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DAY had awakened all things that be,
The lark, and the thrush, and the swallow free,
And the milkmaid's song, and the mower's scythe,
And the matin bell and the mountain bee:
Fireflies were quenched on the dewy corn,
Glowworms went out, on the river's brim,
Like lamps which a student forgets to trim:
The beetle forgot to wind his horn,
The crickets were still in the meadow and hill:
Like a flock of rooks at a farmer's gun,
Night's dreams and terrors, every one,
Fled from the brains which are its prey,
From the lamp's death to the morning ray.
PERCY BYSSHE SHELLEY.
Now morning from her orient chambers came,
And her first footsteps touch'd a verdant hill:
Crowning its lawny crest with amber flame,
Silvering the untainted gushes of its rill,
Which, pure from mossy beds of simple flowers.
By many streams a little lake did fill,
Which round its marge reflected woven bowers,
And, in its middle space, a sky that never lowers.
Hark! hark! the lark at heaven's gate sings,
And Phoebus 'gins arise,
His steeds to water at those springs
On chaliced flowers that lies;
And winking Mary-buds begin
To ope their golden eyes:
With every thing that pretty bin,
My lady sweet, arise:
Now came still Evening on, and Twilight gray
Had in her sober livery all things clad;
Silence accompanied; for beast and bird-
They to their grassy couch, these to their nests,
Were slunk, all but the wakeful nightingale;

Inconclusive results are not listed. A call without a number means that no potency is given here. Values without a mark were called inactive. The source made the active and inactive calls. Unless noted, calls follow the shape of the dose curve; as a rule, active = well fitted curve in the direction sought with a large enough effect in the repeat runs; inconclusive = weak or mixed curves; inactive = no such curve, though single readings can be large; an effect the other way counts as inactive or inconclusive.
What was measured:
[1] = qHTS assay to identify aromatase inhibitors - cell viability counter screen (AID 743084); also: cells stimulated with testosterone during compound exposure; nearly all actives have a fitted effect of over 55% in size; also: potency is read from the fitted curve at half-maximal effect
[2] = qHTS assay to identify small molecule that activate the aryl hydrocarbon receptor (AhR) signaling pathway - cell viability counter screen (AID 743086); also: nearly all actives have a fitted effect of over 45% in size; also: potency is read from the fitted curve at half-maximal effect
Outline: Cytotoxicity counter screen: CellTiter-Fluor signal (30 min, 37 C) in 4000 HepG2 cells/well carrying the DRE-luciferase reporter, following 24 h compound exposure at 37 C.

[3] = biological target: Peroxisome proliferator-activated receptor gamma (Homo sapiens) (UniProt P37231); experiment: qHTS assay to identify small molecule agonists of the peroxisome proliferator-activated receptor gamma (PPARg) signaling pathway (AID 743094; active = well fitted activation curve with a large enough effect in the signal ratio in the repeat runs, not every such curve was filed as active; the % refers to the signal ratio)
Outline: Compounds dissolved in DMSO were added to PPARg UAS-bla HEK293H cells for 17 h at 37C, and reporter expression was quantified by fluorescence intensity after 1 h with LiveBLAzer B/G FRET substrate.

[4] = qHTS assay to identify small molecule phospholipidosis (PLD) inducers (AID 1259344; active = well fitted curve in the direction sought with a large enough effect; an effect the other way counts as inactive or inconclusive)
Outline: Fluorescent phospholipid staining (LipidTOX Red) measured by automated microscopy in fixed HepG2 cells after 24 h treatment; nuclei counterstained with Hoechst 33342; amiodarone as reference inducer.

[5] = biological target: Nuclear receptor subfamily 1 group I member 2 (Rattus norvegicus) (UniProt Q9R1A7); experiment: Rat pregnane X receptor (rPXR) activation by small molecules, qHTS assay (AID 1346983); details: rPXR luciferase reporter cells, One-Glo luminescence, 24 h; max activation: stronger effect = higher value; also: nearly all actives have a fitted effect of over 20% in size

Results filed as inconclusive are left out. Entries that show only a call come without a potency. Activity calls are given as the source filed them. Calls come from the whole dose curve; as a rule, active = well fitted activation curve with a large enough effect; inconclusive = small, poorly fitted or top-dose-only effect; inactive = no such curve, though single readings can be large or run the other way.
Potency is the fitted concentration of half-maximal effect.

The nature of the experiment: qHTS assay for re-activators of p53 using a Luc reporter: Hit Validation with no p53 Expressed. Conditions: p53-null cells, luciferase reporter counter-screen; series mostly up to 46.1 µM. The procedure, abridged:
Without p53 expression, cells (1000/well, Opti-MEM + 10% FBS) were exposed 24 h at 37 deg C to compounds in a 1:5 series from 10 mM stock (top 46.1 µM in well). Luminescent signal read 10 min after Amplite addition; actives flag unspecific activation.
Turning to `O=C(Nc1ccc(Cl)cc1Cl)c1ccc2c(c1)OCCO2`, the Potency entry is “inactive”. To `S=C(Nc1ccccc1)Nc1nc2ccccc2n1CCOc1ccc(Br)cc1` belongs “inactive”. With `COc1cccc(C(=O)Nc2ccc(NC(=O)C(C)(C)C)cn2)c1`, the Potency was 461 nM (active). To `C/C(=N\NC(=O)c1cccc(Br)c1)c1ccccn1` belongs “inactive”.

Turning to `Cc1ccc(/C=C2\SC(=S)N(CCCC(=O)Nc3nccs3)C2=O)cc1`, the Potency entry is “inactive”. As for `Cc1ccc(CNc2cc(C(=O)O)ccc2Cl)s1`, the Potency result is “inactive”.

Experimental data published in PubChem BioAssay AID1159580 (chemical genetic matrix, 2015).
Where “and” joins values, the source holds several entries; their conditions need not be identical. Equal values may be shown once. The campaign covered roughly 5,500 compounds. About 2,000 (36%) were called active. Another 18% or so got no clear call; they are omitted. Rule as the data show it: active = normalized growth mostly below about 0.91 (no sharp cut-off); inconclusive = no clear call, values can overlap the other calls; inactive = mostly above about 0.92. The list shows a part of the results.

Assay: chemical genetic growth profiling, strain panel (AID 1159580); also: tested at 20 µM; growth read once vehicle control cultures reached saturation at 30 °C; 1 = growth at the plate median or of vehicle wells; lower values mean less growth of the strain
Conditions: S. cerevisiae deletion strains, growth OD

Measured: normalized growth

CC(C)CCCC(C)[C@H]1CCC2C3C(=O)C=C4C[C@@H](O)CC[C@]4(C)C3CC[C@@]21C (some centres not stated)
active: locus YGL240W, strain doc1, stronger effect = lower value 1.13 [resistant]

She all night long her amorous descant sung;
Silence was pleased: now glowed the firmament
With living sapphires: Hesperus, that led
The starry host, rode brightest, till the Moon,
Rising in clouded majesty, at length
Apparent queen, unveiled her peerless light,
And o'er the dark her silver mantle threw.
Shepherds all, and maidens fair,
Fold your flocks up, for the air
'Gins to thicken, and the sun
Already his great course hath run.
See the dew-drops how they kiss
Every little flower that is,
Hanging on their velvet heads,
Like a rope of crystal beads:
See the heavy clouds low falling,
And bright Hesperus down calling
The dead Night from under ground;
At whose rising, mists unsound,
Damps and vapors fly apace,
Hovering o'er the wanton face
Of these pastures, where they come,
Striking dead both bud and bloom:
Therefore, from such danger lock
Every one his loved flock;
And let your dogs lie loose without.
Lest the wolf come as a scout
From the mountain, and, ere day,
Bear a lamb or kid away;
Or the crafty thievish fox
Break upon your simple flocks.
To secure yourselves from these,
Be not too secure in ease;
Let one eye his watches keep,
Whilst the other eye doth sleep;
So you shall good shepherds prove,
And for ever hold the love
Of our great god. Sweetest slumbers,
And soft silence, fall in numbers
On your eyelids! So, farewell!
Thus I end my evening's knell.
How beautiful is night!
A dewy freshness fills the silent air;
No mist obscures, nor cloud, nor speck, nor stain,
Breaks the serene of heaven:
In full-orb'd glory yonder Moon divine
Rolls through the dark-blue depths.
Beneath her steady ray
The desert-circle spreads,
Like the round ocean, girdled with the sky.
How beautiful is night!
Clear had the day been from the dawn,
Thin clouds like scarfs of cobweb lawn
Veil'd heaven's most glorious eye.
The wind had no more strength than this,
That leisurely it blew,
To make one leaf the next to kiss
That closely by it grew.
So forth issued the seasons of the year;
First, lusty Spring, all dight in leaves of flowers
That freshly budded, and new blooms did bear,
In which a thousand birds had built their bowers.
From "The Faerie Queene."
The birds their quire apply; airs, vernal airs,
Breathing the smell of field and grove, attune
The trembling leaves, while universal Pan,
Knit with the Graces and the Hours in dance,
› Led on the eternal Spring.